Money Saving Tips: Verify HUD Settlement Statement Before Signing

HUD Settlement Statement

The HUD-1 Settlement Statement is the most important closing document you will sign and by law details all closing costs for both the borrower and seller. Request a copy of your settlement statement before close of escrow (COE), and go over it line by line.  Compare the Good Faith Estimate provided by your lender and be sure to check with your lender if there are discrepancies. Lenders are required to keep fees listed on the settlement statement within 10% of fees on the Good Faith Estimate.

At a recent closing on my new home I discovered the Title Company Escrow agent made several careless mistakes that could have cost me close to a thousand dollars.  My advice to anyone involved in a real estate transaction is to assume mistakes will be made and it is in your best interest to find and correct them before closing.

Some things to look for: 1) Check all calculations!  Simple math errors are not uncommon on settlement statements.  2) Verify tax payments have been made and are accounted for properly.  3) Verify 1st and 2nd mortgage payoff amounts are correct on settlement statement  4) And finally you and your Real Estate Agent should go over sales contract and any addendums and verify all concessions and payments made “outside of escrow” have been accounted for.

By keeping good records and verifying items on your Settlement Statement, you can ensure closing goes smoothly!



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13 Responses to Money Saving Tips: Verify HUD Settlement Statement Before Signing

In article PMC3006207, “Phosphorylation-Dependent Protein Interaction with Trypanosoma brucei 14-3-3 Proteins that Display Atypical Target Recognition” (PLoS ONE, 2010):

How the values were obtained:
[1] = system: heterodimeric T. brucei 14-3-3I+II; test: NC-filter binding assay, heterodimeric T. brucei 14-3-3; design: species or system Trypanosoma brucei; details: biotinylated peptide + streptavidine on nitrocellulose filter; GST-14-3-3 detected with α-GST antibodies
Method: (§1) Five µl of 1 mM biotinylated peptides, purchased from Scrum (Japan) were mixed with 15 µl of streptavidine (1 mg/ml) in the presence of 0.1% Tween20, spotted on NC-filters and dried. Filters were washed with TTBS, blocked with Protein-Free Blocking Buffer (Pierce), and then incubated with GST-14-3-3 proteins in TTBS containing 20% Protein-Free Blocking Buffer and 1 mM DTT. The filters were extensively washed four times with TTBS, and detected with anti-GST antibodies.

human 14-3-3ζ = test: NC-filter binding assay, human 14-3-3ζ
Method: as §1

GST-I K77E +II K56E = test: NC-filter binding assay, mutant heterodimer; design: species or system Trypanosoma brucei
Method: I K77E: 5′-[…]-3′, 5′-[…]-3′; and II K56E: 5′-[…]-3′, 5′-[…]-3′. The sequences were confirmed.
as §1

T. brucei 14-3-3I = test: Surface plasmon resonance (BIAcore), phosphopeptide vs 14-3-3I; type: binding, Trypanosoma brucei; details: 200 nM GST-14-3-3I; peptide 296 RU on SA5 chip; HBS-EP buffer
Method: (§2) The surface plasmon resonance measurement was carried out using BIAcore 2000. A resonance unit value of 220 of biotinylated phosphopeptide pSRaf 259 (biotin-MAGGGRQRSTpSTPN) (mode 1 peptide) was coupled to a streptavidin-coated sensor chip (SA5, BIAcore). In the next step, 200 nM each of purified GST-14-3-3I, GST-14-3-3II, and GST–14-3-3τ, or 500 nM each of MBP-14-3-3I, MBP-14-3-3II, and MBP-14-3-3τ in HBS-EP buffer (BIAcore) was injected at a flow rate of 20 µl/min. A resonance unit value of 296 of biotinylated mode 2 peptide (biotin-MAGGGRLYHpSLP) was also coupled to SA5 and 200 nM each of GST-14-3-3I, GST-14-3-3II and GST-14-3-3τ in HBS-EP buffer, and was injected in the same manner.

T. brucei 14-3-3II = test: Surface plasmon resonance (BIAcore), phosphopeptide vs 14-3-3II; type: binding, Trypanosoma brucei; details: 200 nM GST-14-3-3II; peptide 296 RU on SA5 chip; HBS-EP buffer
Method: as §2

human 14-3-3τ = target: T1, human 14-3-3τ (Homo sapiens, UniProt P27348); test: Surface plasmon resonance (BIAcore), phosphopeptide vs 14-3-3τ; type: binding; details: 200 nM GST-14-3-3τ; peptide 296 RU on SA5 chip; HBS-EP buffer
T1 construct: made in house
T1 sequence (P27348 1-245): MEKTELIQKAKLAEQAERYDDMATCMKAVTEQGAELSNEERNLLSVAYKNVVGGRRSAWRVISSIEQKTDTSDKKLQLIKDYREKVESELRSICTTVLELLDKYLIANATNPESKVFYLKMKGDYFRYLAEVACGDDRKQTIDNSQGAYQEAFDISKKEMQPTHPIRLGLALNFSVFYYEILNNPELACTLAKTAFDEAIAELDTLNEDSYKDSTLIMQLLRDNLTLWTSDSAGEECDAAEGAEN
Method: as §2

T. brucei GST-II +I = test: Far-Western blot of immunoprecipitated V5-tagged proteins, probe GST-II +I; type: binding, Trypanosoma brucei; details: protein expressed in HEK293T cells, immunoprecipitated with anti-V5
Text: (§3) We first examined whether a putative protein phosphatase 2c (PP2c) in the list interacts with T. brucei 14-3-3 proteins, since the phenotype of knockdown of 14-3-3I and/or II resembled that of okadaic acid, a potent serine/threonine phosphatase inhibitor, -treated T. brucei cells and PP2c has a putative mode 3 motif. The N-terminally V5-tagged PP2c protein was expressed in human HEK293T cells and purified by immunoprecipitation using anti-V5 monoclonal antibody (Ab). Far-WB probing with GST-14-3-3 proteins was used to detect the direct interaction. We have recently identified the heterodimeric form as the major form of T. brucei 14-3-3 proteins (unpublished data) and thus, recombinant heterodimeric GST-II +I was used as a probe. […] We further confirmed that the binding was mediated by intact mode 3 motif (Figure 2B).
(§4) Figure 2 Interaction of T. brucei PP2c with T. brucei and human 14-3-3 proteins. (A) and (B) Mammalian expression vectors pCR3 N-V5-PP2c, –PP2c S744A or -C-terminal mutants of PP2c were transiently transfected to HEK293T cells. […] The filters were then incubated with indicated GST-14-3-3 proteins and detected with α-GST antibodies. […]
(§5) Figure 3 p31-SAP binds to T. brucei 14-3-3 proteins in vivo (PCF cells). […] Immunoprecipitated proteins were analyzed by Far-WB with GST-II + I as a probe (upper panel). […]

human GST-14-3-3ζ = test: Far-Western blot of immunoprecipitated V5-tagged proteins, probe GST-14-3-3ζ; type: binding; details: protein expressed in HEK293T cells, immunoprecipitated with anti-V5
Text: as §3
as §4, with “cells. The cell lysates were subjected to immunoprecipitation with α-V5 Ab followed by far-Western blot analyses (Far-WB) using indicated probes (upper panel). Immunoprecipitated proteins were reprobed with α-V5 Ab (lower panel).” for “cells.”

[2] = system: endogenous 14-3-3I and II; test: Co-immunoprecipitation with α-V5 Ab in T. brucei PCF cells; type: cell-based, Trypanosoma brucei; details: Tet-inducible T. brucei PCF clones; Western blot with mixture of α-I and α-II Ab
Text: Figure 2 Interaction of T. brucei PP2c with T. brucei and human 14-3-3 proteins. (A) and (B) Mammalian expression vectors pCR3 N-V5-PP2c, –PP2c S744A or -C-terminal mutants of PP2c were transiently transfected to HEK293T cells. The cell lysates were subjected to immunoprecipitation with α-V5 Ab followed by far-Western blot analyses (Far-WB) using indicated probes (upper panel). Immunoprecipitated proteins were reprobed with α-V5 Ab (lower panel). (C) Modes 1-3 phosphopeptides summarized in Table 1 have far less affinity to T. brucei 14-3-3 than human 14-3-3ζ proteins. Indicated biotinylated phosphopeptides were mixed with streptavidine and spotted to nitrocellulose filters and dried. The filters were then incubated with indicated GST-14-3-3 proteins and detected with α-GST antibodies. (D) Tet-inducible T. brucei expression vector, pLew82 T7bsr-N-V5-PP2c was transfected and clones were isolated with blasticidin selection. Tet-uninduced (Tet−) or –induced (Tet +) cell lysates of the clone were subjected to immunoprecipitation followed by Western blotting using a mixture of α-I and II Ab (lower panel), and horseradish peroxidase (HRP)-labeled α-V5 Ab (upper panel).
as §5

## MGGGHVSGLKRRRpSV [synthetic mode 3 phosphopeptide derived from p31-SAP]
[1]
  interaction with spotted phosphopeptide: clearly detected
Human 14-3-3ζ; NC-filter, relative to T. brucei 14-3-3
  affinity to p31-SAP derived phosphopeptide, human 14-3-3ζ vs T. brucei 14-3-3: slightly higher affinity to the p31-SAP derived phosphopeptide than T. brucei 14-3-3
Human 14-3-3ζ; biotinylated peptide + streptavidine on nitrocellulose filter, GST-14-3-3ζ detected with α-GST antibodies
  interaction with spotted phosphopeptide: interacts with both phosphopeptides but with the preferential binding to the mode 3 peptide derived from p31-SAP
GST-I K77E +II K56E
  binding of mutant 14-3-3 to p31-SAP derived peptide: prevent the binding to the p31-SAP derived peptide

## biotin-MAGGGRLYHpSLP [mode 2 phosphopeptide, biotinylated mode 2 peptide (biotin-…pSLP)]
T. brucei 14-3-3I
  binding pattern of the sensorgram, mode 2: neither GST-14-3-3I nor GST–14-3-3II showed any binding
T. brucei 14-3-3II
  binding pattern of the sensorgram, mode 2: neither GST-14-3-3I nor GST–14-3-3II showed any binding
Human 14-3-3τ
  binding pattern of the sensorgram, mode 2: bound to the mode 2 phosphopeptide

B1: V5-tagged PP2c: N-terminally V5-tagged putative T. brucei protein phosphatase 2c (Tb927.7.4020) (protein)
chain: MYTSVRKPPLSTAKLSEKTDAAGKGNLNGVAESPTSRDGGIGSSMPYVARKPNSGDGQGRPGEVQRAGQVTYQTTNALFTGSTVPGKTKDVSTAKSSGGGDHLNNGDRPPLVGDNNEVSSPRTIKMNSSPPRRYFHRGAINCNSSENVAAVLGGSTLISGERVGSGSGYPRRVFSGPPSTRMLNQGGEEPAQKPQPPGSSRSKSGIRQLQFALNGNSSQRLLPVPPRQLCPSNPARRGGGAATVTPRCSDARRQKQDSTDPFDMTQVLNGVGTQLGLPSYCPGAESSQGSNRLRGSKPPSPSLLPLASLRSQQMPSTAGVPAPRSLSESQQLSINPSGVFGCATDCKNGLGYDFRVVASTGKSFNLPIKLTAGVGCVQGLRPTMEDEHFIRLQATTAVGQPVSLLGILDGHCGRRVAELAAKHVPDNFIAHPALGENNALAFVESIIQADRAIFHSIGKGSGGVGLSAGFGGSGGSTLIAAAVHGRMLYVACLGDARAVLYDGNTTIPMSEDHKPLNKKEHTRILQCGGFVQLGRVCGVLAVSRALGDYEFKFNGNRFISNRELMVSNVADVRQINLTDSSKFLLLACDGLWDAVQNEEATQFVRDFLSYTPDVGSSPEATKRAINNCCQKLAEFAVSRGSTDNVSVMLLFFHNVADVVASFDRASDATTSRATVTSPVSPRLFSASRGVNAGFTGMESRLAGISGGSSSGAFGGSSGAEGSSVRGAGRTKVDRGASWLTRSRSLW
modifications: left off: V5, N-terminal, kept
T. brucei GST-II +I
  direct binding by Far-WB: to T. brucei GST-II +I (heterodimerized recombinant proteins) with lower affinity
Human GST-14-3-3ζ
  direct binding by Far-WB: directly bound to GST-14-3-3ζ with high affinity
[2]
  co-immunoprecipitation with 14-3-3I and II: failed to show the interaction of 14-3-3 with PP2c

1. Jayson @ Monster Piggy Bank 10/12/2015 at 3:39 am #

    This is the first I encounter the HUD settlement statement. Now I am informed on this and learned something new. Thanks for sharing this post Paul.

  2. Andi Blackwell 10/10/2015 at 8:55 am #

    Just a note, as of October 3, 2015, the HUD-1 Statement has been replaced by the Closing Disclosure Statement as part of the TRID (TILA-RESPA Integrated Disclosure) Act. And buyers now have a mandatory three day review period from when they receive the Closing Disclosure Statement until they can sign. There may be some timing difficulties as Realtors, Lenders, and Escrow get used to all the new forms, but it will provide added protection to buyers. Disclosure: I’m a Realtor.

  3. Catherine 04/09/2013 at 10:16 am #

    Thanks for including the Anne’s Guest post Paul!

  4. Kay Lynn 04/04/2013 at 12:35 pm #

    I appreciate the tip to get the settlement sheet before the day escrow closes. That removes the stress of trying to get it fixed last minute.

    • Paul 04/04/2013 at 7:37 pm #

      There is enough stress as you mention Kay without having the escrow agent or notary waiting on you to check the accurateness of the settlement statement. By getting a copy the day before you can sit down with a cup of coffee and take your time!

  5. Midlife Finance 04/04/2013 at 8:26 am #

    Thanks for the mention!

    • Paul 04/04/2013 at 7:35 pm #

      Our pleasure!

  6. Tony@WeOnlyDoThisOnce 04/01/2013 at 6:36 pm #

    So true, unfortunately, about the need to double check. Great links!

    • Paul 04/01/2013 at 7:36 pm #

      I saved myself close to $1000 by checking each line item! I would have eventually got the property tax payment back but probably would have had to file with the appropriate tax authority. Would have been a major pain!

  7. Brick By Brick Investing | Marvin 04/01/2013 at 6:35 am #

    Some of the fees that are associated with the HUD are absolutely ridiculous. I agree you should go over it with a fine toothed comb before signing.

    • Paul 04/01/2013 at 7:30 pm #

      Unfortunately the escrow agent I used (recommended by my real estate agent) made two rather large mistakes. They failed to verify a tax payment and made a calculation error. Don’t assume calculations are correct!

  8. Marie at Family Money Values 03/31/2013 at 3:16 pm #

    Thanks for the mention…Happy Easter!

    • Paul 03/31/2013 at 9:20 pm #

      Happy Easter to you Marie!

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